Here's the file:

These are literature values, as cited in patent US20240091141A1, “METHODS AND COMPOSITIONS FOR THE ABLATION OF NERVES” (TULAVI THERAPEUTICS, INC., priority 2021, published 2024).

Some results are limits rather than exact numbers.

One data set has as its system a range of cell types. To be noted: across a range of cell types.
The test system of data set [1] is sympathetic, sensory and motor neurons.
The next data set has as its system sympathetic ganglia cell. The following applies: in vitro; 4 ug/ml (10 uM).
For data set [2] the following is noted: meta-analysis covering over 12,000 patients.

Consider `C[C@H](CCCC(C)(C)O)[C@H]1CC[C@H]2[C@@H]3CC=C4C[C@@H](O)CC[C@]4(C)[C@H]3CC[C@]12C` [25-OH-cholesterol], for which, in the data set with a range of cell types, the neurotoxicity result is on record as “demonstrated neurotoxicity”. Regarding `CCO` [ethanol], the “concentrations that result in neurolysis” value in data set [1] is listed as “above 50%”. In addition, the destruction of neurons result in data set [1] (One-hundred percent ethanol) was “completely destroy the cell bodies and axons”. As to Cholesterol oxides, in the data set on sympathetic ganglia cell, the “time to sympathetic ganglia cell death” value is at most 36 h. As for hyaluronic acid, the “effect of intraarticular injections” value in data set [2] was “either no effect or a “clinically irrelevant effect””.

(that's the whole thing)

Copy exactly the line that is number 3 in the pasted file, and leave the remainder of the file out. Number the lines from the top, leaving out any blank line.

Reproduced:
One data set has as its system a range of cell types. To be noted: across a range of cell types.